07 Apr Breast Lumps
Eighty percent of breast lumps are benign i.e. not cancerous. Benign breast lumps usually have smooth edges and can be moved slightly when you push against them. However, it should be checked by a doctor to make sure the lump is benign. The doctor will confirm:
- The presence of the lump
- The size, shape, contour, mobility and sensitivity of the lump
- Presence or absence of other lumps
- A change in the feel or appearance of the skin on the breast or nipple (dimpled, puckered, scaly or inflamed)
- Bloody or clear fluid discharge from the nipples
- Any lumps in the armpits
There are several common causes of benign breast lumps:
- Fibrocystic breast disease
During normal menstrual cycles, changes in hormones can create changes in the breasts that are referred to as fibrocystic breast disease. Both breasts may have lumps that increase in size and tenderness just prior to menstruation. The lumps are milk ducts and surrounding tissues (see diagram in Breast self-examination) that have grown and dilated to form cysts. The cysts rapidly enlarge in response to hormones released near menstruation. The lumps may be hard or rubbery and may be felt as breast lump. Fibrocystic changes can also cause thickening of the breast tissue. Postmenopausal women are less likely to have these types of breast changes because hormone stimulation of breast tissue no longer occurs.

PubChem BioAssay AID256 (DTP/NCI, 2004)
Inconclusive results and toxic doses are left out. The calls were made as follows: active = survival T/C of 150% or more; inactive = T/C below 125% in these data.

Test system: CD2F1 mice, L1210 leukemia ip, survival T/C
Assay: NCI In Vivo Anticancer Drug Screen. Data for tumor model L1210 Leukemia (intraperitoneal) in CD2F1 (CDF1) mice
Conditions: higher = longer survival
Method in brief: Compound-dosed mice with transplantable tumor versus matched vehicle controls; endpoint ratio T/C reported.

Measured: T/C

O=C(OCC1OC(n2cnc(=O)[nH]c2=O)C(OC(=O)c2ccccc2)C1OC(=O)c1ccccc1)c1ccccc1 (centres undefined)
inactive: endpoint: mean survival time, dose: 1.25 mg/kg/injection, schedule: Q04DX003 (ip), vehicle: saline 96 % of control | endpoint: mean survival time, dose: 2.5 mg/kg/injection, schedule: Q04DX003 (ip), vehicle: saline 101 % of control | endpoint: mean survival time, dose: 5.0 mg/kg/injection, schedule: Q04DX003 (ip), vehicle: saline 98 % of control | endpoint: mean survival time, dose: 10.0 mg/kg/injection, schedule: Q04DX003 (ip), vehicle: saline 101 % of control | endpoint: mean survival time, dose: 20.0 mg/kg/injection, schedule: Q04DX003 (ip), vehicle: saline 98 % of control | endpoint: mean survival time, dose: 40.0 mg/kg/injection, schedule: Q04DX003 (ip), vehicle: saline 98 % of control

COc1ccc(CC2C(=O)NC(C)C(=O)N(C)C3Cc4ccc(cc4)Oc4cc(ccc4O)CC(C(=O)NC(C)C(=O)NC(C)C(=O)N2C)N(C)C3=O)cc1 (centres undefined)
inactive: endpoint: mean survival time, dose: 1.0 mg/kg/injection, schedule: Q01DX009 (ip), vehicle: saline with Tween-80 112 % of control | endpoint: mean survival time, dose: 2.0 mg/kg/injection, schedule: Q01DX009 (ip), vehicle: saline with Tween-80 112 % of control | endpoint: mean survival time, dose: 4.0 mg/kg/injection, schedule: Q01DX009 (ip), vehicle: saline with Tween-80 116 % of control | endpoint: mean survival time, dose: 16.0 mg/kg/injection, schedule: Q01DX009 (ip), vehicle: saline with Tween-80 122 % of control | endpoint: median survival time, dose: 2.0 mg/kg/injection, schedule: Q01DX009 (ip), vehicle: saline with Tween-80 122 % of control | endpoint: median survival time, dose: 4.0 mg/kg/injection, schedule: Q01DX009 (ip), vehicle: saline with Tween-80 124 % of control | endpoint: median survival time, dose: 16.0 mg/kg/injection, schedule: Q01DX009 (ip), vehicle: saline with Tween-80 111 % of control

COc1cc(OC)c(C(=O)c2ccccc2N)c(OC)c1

Fibroadenomas are common benign tumours found in the female breast. They are solid, round, rubbery lumps that move freely in the breast when pushed upon and are usually painless. Fibroadenomas are the result of excess formation of milk-producing glands and surrounding breast tissue. They occur most often between the ages of 20-30years.
- Intraductal papillomas
These are small growths in the lining of the milk duct near the nipple. They usually affect women 45 to 50 years of age and can produce bloody discharge from the nipple.
- Traumatic fat necrosis
This is not common and occurs when there is sudden injury to the breast, although most women may not recall the injury. This causes fat to form in lumps, which are generally round, firm, hard, single and painless.
- Breast infection (Mastitis)
Sometimes breast infections are first noticed as a painful lump, with or without redness. It often occurs in women who are breastfeeding. Mastitis is an infection caused by bacteria that enter the milk ducts through the nipple. Localized pockets of infection will appear as tender, warm lumps in the breast.